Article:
This article is part of our Trip Report – It’s Vegas Week at Middle Age Miles!
Anyone who knows Philly and me well has a pretty good idea that we spend far too much of our non-travel time watching reality TV shows. One of our all-time favorites is The Amazing Race, and we’ll confess to watching way too much of The Bachelor as a guilty pleasure.
So when we were in Las Vegas recently to celebrate the 21st birthdays of some of the Middle Age Miles kids, there couldn’t have possibly been a better chance to visit a site that’s appeared on two of our favorite shows – and it looked very cool – the Neon Museum & Boneyard.
What Is the Neon Museum & Boneyard?
The Neon Museum and Boneyard is a collection of old, retired Las Vegas signs – neon signs and other lighted signs. It’s run by a non-profit organization “dedicated to collecting, preserving, studying and exhibiting iconic Las Vegas signs for educational, historic, arts and cultural enrichment.”
The Neon Museum and Boneyard opened to the public during 2012, and it now attracts more than 100,000 visitors annually. The main visitor center, an architectural curiosity with curved lines reminiscent of a sea shell, used to be the lobby of the old La Concha motel. The boneyard, which began as the storage ground of the old Young Electric Sign Company, occupies a little over 2 acres and contains hundreds of signs and partial signs from an assortment of Vegas casinos, hotels and other businesses.
Where Is the Neon Museum & Boneyard Located?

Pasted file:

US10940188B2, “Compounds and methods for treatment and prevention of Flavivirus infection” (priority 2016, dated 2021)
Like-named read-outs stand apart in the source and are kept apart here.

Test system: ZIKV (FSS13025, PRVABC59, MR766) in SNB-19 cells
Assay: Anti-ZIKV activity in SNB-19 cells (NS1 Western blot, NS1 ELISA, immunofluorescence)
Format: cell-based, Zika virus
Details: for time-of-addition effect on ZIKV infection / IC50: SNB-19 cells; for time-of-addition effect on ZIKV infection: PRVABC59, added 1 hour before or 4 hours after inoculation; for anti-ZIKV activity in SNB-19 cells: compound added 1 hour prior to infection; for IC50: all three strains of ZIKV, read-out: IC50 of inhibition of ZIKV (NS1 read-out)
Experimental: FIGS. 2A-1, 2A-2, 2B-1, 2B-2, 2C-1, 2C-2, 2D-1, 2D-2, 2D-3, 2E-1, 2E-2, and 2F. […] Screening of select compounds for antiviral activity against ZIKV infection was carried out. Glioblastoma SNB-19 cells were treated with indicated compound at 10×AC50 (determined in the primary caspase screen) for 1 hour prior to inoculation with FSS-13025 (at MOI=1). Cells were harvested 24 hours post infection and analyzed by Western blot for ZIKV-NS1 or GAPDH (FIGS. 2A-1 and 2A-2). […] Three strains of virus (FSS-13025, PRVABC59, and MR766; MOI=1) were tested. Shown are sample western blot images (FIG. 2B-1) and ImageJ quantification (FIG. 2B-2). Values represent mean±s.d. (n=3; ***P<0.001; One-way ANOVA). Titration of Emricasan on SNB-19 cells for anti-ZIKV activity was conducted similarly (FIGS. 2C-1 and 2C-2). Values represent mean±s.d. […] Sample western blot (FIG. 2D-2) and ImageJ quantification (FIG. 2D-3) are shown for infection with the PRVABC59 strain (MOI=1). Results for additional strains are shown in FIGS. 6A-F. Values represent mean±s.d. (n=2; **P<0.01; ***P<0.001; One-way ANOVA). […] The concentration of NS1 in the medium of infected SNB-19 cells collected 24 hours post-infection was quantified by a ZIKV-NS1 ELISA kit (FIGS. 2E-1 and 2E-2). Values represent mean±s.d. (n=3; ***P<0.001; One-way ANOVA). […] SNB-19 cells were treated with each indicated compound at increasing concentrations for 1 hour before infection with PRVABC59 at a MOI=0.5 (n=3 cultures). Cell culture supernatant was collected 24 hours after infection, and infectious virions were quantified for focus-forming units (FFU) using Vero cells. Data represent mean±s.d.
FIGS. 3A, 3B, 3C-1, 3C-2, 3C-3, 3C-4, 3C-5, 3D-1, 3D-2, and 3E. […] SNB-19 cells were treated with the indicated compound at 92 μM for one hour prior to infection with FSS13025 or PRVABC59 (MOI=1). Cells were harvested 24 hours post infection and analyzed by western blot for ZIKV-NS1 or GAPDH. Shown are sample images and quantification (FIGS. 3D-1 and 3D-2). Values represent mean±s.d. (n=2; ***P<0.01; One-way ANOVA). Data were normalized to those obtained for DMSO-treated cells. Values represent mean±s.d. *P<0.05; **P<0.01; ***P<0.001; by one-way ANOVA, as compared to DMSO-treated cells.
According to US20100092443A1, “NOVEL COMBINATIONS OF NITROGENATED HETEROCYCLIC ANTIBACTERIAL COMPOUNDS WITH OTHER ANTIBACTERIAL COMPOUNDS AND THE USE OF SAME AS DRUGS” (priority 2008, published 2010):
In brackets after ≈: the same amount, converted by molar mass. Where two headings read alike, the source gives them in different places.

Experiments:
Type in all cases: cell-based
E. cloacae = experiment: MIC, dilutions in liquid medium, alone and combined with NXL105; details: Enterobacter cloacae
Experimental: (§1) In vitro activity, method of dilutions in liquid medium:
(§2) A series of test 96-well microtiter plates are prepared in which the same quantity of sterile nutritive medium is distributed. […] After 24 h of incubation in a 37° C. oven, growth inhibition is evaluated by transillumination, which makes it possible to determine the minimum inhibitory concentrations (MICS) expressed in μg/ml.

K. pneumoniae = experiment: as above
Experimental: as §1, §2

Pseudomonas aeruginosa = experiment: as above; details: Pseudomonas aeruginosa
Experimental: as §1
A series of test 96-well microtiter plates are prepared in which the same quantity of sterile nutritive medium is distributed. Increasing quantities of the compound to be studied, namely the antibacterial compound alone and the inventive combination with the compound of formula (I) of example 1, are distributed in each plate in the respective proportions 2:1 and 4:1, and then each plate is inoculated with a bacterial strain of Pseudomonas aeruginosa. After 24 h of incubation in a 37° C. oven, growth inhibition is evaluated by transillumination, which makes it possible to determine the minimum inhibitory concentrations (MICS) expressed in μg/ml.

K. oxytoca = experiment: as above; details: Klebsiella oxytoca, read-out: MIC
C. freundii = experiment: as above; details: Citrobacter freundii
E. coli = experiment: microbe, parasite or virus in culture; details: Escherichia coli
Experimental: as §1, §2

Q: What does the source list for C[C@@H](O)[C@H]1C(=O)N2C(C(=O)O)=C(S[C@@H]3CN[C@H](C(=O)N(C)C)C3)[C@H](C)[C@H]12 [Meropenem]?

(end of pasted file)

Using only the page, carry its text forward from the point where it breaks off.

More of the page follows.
The Neon Museum & Boneyard is located just north of downtown Las Vegas, at the intersection of North Las Vegas Boulevard and McWilliams Avenue, at 770 N. Las Vegas Blvd. For us, it was about a 15 minute drive from the middle of the Strip (we left from the Bellagio).
Here’s a map showing the location of the Neon Museum & Boneyard in relation to downtown Las Vegas and, further south, the Strip:
Hours, Tickets & Tour Options
The Neon Museum & Boneyard is open 7 days a week, from 9:00 am until at least 11:40 pm. (Currently, the last time to purchase tickets is for a 1-hour guided tour that begins at 10:40 pm, but it may stay open later in the summer.)
There are 4 options for visiting the Neon Museum & Boneyard:
- A “General Admission” non-guided tour, which you can do during daylight hours
- A night-time 1-hour guided tour of the main boneyard
- The “Brilliant!” experience, a 30-minute show where signs in the northern boneyard (not part of the guided tour) are illuminated during a show set to music
- A Guided Tour + Brilliant! package
Standard adult ticket prices for the various options are:
- General Admission: $22
- Guided Tour: $28
- Brilliant! Experience: $23
- Guided Tour + Brilliant!: $42